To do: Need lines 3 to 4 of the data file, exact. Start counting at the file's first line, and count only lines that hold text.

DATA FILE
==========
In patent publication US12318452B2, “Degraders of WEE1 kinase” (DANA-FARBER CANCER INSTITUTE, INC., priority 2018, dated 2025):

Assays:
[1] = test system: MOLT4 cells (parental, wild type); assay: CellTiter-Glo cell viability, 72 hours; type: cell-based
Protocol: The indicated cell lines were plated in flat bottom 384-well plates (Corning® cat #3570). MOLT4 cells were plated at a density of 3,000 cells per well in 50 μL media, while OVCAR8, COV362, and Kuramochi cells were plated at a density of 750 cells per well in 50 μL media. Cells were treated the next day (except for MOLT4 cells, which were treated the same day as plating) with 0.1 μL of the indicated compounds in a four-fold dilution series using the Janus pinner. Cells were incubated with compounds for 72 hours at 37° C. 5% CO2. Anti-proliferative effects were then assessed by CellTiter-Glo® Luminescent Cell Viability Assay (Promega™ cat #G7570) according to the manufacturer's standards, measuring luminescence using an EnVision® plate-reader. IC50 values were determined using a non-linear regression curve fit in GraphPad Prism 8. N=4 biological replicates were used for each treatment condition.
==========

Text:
[1] = test system: MOLT4 cells (parental, wild type); assay: CellTiter-Glo cell viability, 72 hours; type: cell-based
Protocol: The indicated cell lines were plated in flat bottom 384-well plates (Corning® cat #3570). MOLT4 cells were plated at a density of 3,000 cells per well in 50 μL media, while OVCAR8, COV362, and Kuramochi cells were plated at a density of 750 cells per well in 50 μL media. Cells were treated the next day (except for MOLT4 cells, which were treated the same day as plating) with 0.1 μL of the indicated compounds in a four-fold dilution series using the Janus pinner. Cells were incubated with compounds for 72 hours at 37° C. 5% CO2. Anti-proliferative effects were then assessed by CellTiter-Glo® Luminescent Cell Viability Assay (Promega™ cat #G7570) according to the manufacturer's standards, measuring luminescence using an EnVision® plate-reader. IC50 values were determined using a non-linear regression curve fit in GraphPad Prism 8. N=4 biological replicates were used for each treatment condition.